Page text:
Cary Emondson-US PRESSWIRE
The Lakers are still under .500, and just 1-2 under Mike D'Antoni. What is going on here?
The tome of the 2012-13 L.A. Lakers has not yet been finished, obviously. There's a lot of season left. But if the disastrous start under Mike Brown was a terrible first chapter, the beginning of the long second chapter isn't looking too great either.
On Friday the Lakers fell to 1-2 under Mike D'Antoni with a loss to the Memphis Grizzlies, who are quite good. The Lakers had beaten the quite good Brooklyn Nets in D'Antoni's debut, then lost in highly embarrassing and hilarious fashion to the Kings on Wednesday. In that game, Kobe Bryant was absolutely brilliant, making some shots that would floor even avid Kobe observers. But the vaunted Sacramento duo of Jason Thompson and Chuck Hayes shut down Dwight Howard and Pau Gasol completely. For good measure, DeMarcus Cousins -- who'd spent much of the game in foul trouble and was getting nothing on Howard -- incinerated Gasol on three-straight possessions in the closing minutes to ice the game.
On Friday, Kobe was mortal. He scored 30 points on 30 shooting possessions, which is well below his superlative standard this season, but would have been par for the course and relatively non-noteworthy in any of the past couple years. This is Kobe: he shoots a lot. Some nights, he makes half of his shots. Other nights, he does not. But he will always, always shoot a lot.
He didn't kill the Lakers on Friday. Totally crummy performances from Dwight and Pau did. Gasol is getting the post-game publicity for two reasons, and two reasons only: Kobe commented that Gasol's conditioning and urgency were lacking before the game, and Pau is tradable. Dwight isn't. Because the Lakers only know one way to improve in the post-Zen Master era: get better players. Landing Steve Nash and Dwight Howard weren't enough. They need someone like Josh Smith, Ryan Anderson or Chandler Parsons, too. Pau trade rumors are going to dominate the next couple of weeks. Just watch.
Pau's getting the flak, but Dwight's been really underwhelming in L.A., particularly on defense. The Lakers are just No. 19 in the league in defense and rank No. 17 in shooting defense and No. 14 in defensive rebounding, where they should be thriving with a massive front court and a center purported to be the best in the league. Dwight's had two-straight bad offensive games, but he's looked great on defense stunningly infrequently. His instincts seem off. Maybe he remains a half-step slow because of the back surgery recovery, and perhaps that is throwing everything off. But then the question becomes whether he'll get his body back in form during the grind of the NBA season or not.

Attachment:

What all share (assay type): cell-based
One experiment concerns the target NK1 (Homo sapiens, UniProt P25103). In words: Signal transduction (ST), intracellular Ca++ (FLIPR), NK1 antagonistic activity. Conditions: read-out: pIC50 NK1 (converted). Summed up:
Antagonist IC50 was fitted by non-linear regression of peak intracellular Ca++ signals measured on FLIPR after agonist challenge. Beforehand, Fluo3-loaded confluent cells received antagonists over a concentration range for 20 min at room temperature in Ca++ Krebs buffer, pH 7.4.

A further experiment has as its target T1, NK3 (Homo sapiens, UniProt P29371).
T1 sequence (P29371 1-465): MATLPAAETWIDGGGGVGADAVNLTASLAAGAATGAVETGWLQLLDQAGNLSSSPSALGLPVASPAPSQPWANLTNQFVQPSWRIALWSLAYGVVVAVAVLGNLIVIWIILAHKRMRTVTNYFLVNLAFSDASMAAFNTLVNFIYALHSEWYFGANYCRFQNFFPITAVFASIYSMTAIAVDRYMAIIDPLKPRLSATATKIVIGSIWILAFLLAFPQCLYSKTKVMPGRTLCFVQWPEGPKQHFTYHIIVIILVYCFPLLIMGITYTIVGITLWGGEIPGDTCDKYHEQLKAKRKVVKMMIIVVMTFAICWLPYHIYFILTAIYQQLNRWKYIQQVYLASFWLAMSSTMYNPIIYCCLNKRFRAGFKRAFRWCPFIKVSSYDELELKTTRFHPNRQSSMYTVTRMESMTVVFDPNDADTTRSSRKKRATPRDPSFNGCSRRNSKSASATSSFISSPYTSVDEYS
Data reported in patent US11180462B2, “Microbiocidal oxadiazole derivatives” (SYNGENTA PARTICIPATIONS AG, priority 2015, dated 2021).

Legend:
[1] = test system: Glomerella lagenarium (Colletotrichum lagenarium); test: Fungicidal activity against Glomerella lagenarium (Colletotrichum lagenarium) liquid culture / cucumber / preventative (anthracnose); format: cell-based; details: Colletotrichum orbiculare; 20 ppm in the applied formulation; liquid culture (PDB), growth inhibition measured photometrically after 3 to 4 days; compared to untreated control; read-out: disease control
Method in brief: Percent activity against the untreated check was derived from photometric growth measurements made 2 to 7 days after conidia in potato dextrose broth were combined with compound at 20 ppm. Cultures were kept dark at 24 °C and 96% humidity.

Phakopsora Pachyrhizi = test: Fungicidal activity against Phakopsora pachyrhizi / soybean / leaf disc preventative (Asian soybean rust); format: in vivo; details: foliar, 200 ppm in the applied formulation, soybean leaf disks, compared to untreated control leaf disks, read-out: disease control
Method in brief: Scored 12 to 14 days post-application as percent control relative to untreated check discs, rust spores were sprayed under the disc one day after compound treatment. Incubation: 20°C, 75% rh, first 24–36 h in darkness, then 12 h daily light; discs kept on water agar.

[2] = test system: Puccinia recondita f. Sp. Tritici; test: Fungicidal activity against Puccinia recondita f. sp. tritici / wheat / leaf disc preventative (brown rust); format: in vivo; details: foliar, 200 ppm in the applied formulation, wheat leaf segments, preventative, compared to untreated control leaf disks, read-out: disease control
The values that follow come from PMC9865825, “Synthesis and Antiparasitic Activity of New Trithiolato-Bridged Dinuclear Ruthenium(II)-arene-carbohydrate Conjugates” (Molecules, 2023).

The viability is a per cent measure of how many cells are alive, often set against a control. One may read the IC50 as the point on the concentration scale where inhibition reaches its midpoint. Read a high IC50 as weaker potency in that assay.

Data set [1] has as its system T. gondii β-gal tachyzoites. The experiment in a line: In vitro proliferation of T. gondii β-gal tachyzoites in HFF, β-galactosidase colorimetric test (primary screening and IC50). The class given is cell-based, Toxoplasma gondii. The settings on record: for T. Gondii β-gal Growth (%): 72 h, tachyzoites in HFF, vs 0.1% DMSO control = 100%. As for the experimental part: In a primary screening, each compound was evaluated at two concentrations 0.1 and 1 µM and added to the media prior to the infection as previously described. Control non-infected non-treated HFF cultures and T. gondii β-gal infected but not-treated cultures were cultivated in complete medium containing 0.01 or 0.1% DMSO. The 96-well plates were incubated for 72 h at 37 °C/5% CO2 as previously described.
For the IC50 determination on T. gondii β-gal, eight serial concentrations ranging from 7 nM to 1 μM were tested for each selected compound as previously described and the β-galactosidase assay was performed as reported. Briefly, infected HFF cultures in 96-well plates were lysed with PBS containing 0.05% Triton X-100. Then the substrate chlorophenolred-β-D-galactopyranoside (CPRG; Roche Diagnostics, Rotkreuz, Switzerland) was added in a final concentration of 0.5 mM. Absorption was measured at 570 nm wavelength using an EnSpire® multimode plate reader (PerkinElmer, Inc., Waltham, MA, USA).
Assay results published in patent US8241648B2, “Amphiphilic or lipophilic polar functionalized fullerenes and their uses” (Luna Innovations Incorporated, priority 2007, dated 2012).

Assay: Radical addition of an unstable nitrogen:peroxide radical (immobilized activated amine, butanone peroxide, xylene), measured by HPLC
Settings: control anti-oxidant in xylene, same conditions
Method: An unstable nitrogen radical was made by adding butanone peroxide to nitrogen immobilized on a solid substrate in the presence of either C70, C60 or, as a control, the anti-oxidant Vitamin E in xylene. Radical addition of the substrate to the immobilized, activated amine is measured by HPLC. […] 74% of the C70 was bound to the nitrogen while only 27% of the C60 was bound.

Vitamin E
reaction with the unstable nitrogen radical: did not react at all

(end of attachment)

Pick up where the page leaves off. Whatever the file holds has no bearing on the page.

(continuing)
Time's ticking. Kobe can't play at an MVP level, as he has thus far, forever. Chances are Kobe can't continue playing at an MVP level this season. Bryant's as good as he's been since 2008, and he's on the wrong side of 30. Kobe takes famously good care of his body, so it's not as if this boost in production is due to a recommitment to off-season work. Kobe's always worked. Nash should provide a jolt in the right direction on offense when he returns, but he's still not jogging on his bum leg. And he's older than some NBA assistant coaches. Time's ticking.
Kobe knows it. He was so angry Friday he left the court with eight seconds left in the game. This isn't leaving the court without shaking hands with the opponents: this is ditching your teammates in anger while they are still mopping up. This is something like abandonment. Kobe's embarrassed. He's mad. He knows time is ticking, and he knows he's playing extremely well most nights, and he knows the Lakers are 6-7, and he knows D'Antoni wasn't the instant salvation so many fans hoped he would be, and he knows it wasn't Mike Brown's fault, and he knows that another championship -- Number 6, to tie Michael -- isn't looking as likely as it did in August. Kobe's mad because that old Lakers strategy of snatching the best players and tossing the ball out there still isn't working. If Kobe is still the Kobe we've known all these years, the true blow-up is coming, and Pau's going to be on the business end. And if whatever trade comes down doesn't fix it, Dwight will be next in line.
Blaming everyone else? That's the Kobe System. Ask Shaq, Phil, Smush, Lamar, Andrew and Pau. The only difference this time around is that Kobe is actually right.
Whatever. I'll spend Sunday praying that it all continues to burn.
The Hook is an NBA column by Tom Ziller. See the archives.